A-B lifts a glass to better than expected earnings | St. Louis Public Radio

A-B lifts a glass to better than expected earnings

Jul 23, 2008

This article first appeared in the St. Louis Beacon: July 23, 2008 - Anheuser-Busch on Wednesday reported second-quarter earnings that beat Wall Street estimates. Higher profits from domestic and some foreign beer operations offset lower profits from non-beer businesses.

The March-June results are unaffected by the company's agreement on July 14 to be acquired by Belgian brewer InBev. That deal is expected to close by year-end. But until the initial agreement is approved by regulators and shareholders of both companies, Anheuser-Busch's results will reflect its independence.

The company also announced a 4-cent a share dividend increase. 

Anheuser-Busch earned $689.2 million, or 95 cents a share for the March-June period. Analysts polled by Thomson Reuters had expected a profit of $659.7 million, or 93 cents a share. For the same period last year, Anheuser-Busch earned $677 million, or 88 cents a share.

The company's net sales -- gross sales minus excise taxes -- of $4.72 billion was in line with Wall Street estimates. For the year-ago quarter, the company's net revenue was $4.52 billion.

The company is "optimistic concerning the outlook for the remaining summer selling season," said CEO August A. Busch IV, in a prepared statement. Marketing initiatives, an upcoming price increase for beer and accelerated cost-cutting "are all contributing to our very strong outlook for profit growth," he said.

Anheuser-Busch raised its regular dividend to 37 cents a share from 33 cents. The higher dividend is payable Sept. 9 for shareholders of record on Aug. 11. In recent years, the company has raised the dividend after announcing second-quarter results.

The higher payout is included in the initial agreement between Anheuser-Busch and InBev. According to a recent document filed with the Securities and Exchange Commission, Anheuser-Busch is prohibited from certain financial actions without written approval by InBev.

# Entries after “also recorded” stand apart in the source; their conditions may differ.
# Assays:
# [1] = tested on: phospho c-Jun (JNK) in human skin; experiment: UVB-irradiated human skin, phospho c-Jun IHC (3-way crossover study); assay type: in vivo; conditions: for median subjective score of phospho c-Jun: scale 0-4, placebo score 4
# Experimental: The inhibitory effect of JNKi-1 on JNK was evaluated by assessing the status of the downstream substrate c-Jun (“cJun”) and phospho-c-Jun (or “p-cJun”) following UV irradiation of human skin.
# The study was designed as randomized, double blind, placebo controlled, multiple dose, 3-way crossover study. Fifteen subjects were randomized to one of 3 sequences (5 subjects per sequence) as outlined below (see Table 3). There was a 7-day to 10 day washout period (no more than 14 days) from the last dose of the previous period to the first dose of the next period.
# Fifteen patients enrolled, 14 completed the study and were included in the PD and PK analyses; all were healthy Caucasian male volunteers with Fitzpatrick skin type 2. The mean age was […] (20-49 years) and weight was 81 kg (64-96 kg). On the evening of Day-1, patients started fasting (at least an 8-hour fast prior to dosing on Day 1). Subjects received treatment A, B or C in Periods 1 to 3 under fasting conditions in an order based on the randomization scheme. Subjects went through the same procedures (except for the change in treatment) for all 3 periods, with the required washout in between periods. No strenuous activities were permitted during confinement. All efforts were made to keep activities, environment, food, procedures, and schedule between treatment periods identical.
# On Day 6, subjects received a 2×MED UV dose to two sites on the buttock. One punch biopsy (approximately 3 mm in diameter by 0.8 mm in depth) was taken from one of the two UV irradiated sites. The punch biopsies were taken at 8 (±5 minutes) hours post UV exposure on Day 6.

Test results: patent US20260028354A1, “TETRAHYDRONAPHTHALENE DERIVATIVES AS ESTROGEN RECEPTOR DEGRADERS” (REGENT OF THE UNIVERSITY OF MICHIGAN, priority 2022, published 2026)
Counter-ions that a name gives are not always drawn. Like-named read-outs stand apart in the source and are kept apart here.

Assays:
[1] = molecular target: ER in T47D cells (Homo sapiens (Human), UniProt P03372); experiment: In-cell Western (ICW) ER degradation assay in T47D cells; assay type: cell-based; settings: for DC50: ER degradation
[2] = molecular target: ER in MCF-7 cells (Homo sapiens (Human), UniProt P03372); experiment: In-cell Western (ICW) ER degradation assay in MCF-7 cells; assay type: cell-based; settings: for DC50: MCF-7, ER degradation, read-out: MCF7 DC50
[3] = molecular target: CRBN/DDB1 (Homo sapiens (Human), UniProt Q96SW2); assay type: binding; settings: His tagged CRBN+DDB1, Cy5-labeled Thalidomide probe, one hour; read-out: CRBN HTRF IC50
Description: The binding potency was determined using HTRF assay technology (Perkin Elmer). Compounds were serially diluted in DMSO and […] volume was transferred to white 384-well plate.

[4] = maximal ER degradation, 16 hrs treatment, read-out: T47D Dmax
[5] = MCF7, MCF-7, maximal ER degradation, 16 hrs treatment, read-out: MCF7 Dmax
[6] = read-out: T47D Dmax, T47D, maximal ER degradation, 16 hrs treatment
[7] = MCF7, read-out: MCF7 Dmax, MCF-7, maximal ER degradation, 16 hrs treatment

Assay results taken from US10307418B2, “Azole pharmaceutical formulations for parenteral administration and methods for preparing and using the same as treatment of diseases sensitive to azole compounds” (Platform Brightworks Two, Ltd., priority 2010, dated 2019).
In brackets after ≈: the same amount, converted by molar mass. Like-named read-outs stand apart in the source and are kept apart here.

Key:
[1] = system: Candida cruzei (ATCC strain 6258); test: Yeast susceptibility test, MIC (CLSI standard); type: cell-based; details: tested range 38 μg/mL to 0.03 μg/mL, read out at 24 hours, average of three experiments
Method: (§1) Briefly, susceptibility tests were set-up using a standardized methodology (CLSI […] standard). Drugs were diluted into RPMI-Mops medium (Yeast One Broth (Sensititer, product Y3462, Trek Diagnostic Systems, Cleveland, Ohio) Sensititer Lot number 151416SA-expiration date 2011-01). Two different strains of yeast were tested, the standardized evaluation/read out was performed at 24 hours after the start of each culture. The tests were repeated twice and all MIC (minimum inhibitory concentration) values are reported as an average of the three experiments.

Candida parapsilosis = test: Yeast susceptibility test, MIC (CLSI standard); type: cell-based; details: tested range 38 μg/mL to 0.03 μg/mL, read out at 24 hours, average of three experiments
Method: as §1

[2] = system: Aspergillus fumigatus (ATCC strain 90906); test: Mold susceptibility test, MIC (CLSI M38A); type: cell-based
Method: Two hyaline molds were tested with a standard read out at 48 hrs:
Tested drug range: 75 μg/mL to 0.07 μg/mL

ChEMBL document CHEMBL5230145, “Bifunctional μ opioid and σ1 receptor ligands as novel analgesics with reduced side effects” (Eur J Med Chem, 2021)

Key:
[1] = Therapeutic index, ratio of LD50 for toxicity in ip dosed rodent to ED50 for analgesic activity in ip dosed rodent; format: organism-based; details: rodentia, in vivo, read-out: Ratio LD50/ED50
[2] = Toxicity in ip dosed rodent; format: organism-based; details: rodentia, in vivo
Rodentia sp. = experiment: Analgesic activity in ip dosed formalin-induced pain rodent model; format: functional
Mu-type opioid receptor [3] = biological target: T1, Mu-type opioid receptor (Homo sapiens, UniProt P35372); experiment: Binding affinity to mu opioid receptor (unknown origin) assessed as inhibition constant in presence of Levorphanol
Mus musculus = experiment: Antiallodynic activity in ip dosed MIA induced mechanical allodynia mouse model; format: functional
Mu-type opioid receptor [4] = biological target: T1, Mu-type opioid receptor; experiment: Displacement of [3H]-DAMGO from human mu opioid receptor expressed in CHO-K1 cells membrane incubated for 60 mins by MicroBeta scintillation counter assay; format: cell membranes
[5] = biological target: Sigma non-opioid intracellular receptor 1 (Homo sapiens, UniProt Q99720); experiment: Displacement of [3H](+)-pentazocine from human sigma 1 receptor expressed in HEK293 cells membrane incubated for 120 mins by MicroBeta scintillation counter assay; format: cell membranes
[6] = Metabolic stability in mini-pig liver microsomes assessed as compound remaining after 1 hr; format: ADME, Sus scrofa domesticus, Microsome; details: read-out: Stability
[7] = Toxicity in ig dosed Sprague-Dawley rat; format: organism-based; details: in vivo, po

The goal is to avoid saddling InBev with extra debt, expenses or assets. The dividend increase was written into the contract. Based on the expected closing of the takeover, Anheuser-Busch shareholders will get two fiscal quarters of enhanced dividends.

InBev is offering $52 billion, or $70 a share, to buy Anheuser-Busch. 

In the slow-growing U.S. beer market, Anheuser-Busch reported second-quarter pre-tax profits of $809.2 million, up $17.5 million from the same period last year. Higher volume and price increases in late 2007 and early 2008 produced the gain.

Profits should advance during the second half of 2008 because the company will raise beer prices in September and October covering 85 percent of domestic volume. The increase was announced last month.

International beer operations produced a pre-tax profit of $48.1 million vs. $30 million for the year-ago quarter. This segment includes Anheuser-Busch products made at company-owned breweries, beer made under license and contract, and exports from the company's U.S. breweries.

However, equity income from investments in foreign beer companies dropped by $27.7 million to $194.7 million due to higher costs of materials and operations. Anheuser-Busch owns 50.2 percent of Mexico's Grupo Modelo, but it lacks operational control; and it owns 27 percent of China's Tsingtao. Both arrangements result in payment to Anheuser-Busch based on the local companies' results.

Anheuser-Busch said pre-tax income from its entertainment division fell by $7.5 million to $106.4 million vs. the second quarter of 2007. The company attributed the decline to Easter having occurred during the first quarter this year vs. the second quarter last year.

The packaging unit recorded pre-tax profit of $49.5 million, down $5.5 million from the year-ago quarter due to lower earnings from can recycling and can manufacturing.

Analysts predict InBev will try to sell and/or spin-off these non-beer segments to help pay for the takeover. InBev has talked about selling "non-core" assets of both companies, but it hasn't identified them.

Robert W. Steyer, a former Post-Dispatch business writer, is a freelance journalist in New York.